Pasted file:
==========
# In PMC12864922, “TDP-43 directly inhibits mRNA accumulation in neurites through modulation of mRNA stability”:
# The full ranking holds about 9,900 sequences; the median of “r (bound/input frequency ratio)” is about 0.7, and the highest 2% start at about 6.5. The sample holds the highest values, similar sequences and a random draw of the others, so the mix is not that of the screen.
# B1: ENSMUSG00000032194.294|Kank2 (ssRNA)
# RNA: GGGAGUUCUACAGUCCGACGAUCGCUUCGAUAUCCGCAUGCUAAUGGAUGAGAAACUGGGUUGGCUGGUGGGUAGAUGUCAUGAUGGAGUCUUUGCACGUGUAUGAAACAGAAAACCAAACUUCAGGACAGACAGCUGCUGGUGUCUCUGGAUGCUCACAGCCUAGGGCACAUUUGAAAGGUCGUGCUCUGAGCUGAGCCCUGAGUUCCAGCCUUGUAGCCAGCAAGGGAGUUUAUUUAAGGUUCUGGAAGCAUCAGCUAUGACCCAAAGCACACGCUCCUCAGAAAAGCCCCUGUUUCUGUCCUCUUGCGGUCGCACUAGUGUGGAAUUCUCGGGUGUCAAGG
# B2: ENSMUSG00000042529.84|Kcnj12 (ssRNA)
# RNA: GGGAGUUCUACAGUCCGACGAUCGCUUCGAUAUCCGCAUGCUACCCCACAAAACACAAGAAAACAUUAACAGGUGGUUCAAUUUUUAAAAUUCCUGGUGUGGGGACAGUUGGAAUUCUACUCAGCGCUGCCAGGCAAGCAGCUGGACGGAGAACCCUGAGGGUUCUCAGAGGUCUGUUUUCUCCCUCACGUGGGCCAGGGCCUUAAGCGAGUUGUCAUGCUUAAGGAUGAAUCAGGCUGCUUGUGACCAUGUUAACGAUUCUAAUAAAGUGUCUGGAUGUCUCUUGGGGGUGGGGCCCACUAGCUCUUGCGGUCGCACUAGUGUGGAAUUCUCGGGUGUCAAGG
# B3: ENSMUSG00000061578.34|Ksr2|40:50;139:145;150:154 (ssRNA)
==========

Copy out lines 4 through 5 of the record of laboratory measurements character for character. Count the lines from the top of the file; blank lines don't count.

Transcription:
# RNA: GGGAGUUCUACAGUCCGACGAUCGCUUCGAUAUCCGCAUGCUAAUGGAUGAGAAACUGGGUUGGCUGGUGGGUAGAUGUCAUGAUGGAGUCUUUGCACGUGUAUGAAACAGAAAACCAAACUUCAGGACAGACAGCUGCUGGUGUCUCUGGAUGCUCACAGCCUAGGGCACAUUUGAAAGGUCGUGCUCUGAGCUGAGCCCUGAGUUCCAGCCUUGUAGCCAGCAAGGGAGUUUAUUUAAGGUUCUGGAAGCAUCAGCUAUGACCCAAAGCACACGCUCCUCAGAAAAGCCCCUGUUUCUGUCCUCUUGCGGUCGCACUAGUGUGGAAUUCUCGGGUGUCAAGG
# B2: ENSMUSG00000042529.84|Kcnj12 (ssRNA)